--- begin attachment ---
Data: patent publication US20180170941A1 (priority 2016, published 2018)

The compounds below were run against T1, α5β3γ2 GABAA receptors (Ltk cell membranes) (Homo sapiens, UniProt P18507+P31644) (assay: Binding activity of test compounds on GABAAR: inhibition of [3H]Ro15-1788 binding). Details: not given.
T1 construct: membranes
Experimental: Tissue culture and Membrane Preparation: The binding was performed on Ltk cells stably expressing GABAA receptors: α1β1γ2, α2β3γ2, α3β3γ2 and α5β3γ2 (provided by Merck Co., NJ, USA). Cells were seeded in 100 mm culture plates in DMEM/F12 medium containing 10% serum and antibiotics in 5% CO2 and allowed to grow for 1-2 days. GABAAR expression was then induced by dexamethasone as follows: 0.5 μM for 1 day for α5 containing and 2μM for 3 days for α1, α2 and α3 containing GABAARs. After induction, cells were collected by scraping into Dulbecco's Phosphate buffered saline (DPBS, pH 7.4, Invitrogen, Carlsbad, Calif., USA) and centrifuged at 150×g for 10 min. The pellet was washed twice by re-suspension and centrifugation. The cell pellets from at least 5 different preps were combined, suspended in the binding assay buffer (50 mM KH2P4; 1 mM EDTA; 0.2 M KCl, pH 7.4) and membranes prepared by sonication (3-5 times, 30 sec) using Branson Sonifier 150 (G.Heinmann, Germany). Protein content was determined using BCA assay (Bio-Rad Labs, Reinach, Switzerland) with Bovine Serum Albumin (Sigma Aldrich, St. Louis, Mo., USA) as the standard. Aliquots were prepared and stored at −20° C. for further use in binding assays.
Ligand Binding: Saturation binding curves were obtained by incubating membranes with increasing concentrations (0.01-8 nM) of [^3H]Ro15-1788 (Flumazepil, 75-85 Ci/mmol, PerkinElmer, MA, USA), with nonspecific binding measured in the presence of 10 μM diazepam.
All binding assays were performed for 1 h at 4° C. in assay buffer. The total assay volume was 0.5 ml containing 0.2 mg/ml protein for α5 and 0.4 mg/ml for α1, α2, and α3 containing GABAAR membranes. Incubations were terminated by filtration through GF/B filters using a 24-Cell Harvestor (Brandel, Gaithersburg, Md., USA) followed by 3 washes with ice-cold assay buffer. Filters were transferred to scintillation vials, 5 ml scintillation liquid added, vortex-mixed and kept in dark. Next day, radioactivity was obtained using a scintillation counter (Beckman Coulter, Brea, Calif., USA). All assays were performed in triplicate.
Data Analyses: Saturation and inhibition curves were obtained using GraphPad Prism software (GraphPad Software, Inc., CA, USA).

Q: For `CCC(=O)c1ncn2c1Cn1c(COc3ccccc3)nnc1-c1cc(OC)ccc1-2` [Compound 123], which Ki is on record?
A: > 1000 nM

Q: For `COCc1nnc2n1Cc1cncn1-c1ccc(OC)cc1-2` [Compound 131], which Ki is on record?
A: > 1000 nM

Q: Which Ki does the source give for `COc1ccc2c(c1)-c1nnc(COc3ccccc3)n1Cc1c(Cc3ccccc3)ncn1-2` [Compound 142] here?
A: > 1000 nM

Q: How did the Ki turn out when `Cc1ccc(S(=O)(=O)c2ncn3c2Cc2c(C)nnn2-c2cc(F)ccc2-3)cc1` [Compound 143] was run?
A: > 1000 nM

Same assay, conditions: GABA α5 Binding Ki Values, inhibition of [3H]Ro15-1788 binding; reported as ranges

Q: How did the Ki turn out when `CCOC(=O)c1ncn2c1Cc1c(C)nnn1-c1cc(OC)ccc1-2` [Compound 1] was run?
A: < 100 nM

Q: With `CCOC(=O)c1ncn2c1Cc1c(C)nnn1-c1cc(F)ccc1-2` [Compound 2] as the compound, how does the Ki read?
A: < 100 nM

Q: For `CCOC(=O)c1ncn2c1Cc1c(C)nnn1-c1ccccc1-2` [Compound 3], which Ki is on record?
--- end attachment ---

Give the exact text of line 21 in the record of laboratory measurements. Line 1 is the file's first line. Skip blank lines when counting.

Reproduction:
Q: For `CCOC(=O)c1ncn2c1Cc1c(C)nnn1-c1ccccc1-2` [Compound 3], which Ki is on record?